Timeline

  • July 2020
    Work due to start at Catfield as part of WEG project to restore fen habitat.

  • January 2020
    Natural England produce a report describing species losses and extinctions in the Ant valley, attributing these losses to increased abstraction and changes in farming.

  • December 2019
    The Environment Agency produces project timelines for review of time limited abstraction licences in the Ant Valley.

  • 17 October 2019
    Anglian Water announce plans for a £6.5m scheme to bring water from Norwich to Ludham, allowing them to cease abstraction from their borehole at Ludham, which is within 2km of Catfield Fen.

  • Summer 2019
    Contractors complete analysis of vegetation to educate best locations to install dipwell transects to generate evidence of groundwater levels, flows and chemistry.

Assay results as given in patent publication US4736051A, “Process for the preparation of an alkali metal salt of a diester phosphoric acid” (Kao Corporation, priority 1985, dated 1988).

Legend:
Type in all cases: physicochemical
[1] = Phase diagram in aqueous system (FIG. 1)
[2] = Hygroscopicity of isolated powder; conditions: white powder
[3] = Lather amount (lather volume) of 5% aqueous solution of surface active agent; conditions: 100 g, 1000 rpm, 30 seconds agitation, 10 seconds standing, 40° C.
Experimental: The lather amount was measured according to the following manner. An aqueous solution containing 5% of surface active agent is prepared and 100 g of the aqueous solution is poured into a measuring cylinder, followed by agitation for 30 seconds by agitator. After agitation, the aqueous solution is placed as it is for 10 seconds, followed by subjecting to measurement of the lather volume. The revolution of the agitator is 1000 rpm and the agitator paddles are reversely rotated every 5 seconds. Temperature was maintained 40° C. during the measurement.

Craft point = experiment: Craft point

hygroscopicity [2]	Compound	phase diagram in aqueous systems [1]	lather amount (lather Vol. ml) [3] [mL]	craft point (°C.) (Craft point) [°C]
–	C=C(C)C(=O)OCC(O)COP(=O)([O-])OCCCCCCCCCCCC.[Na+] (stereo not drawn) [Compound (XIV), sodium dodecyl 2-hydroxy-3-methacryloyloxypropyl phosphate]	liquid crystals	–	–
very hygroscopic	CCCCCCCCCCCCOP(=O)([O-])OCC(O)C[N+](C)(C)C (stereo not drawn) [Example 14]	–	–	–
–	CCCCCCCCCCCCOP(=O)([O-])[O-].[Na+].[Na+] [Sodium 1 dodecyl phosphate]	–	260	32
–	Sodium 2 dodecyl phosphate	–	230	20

• October 2018
    RSPB in partnership with the Broads Authority and Norfolk Wildlife Trust submitted a proposal the Environment Agency’s Water Environment Grant to carry out habitat restoration work and hydrological studies in the Ant valley. Our proposal was successful.
  • 16 September 2016
    The Planning Inspector has dismissed the appeals. The Environment Agency's decision to refuse to renew the water abstraction licences is upheld.

  • April 2016
    Public Inquiry starts in Norwich.
  • June 2015
    The landowner has appealed the Environment Agency's decision to refuse to renew the water abstraction licence.
  • May 2015
    Environment Agency have refused to grant the water abstraction licences given the potential harm they may be having on Catfield Fen.
  • 31 March 2015
    EA have now delayed their decision until mid-May

  • December 2014 - February 2015
    EA consider public consultation comments before making final decision, anticipated to be March 2015.
  • 15 December 2014
    Public consultation ends
  • 17 November 2014
    EA release their 'minded to' decision to refuse the abstraction licences and launch a 28-day public consultation

  • October 2014
    EA due to make their final decision
  • September 2014
    EA to make 'minded-to' decision and allow public comment through its website for 28 days

  • May 2014